Bristol writer Andrew Miller’s sixth novel and deservedly won the 2011 Costa Book of the Year.
It is 1785 and France is on the brink of revolution as the old order is about to be swept away. Jean-Baptiste Baratte, a young engineer of humble background, is ordered to exhume the vast and ancient cemetery of Les
Innocents in the poor Parisian quarter of Les Halles and demolish its church. Baratte, ambitious and forward thinking, “a disciple of Voltaire,” dreams of building utopias and as a man of reason, sees this job as a chance to clear the burden of history. However, in the hell of the exhumed cemetery, his beliefs are fundamentally shaken as he has to confront the nature of friendship, desire, love, betrayal, violence and loss.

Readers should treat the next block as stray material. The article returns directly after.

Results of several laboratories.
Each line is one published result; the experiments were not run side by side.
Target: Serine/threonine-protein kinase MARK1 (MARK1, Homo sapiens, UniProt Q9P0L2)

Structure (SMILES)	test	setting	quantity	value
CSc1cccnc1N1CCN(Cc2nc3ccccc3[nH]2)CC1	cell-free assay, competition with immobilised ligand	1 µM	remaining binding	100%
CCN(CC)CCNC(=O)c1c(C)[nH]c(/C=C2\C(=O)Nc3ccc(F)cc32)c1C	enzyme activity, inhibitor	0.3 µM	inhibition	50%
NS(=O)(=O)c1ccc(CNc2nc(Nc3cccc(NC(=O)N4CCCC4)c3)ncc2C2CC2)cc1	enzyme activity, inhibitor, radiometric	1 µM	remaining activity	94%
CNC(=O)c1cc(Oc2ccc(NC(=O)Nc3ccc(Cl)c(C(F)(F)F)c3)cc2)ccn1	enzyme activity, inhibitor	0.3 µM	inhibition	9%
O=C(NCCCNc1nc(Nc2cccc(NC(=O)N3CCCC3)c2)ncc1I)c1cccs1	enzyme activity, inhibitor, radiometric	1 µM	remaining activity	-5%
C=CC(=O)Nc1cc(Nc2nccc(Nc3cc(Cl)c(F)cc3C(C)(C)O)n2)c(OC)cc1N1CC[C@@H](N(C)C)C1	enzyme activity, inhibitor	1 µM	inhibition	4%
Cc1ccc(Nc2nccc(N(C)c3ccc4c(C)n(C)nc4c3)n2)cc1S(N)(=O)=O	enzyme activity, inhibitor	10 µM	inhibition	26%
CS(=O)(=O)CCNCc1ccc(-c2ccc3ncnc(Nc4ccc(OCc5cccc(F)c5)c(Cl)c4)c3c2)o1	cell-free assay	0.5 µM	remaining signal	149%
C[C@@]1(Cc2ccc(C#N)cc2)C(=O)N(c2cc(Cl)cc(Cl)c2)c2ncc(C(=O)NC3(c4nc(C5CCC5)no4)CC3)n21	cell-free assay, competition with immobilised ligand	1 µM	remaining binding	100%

Inthe back ground and understated in the narrative, are the Flemish miners who are brought in to do this terrible and dangerous work and on whose labour everything depends.Baratte, acting as an individual, is contrasted to the miners, acting as a class, who finally dramatically assert themselves before moving on to meet their destiny.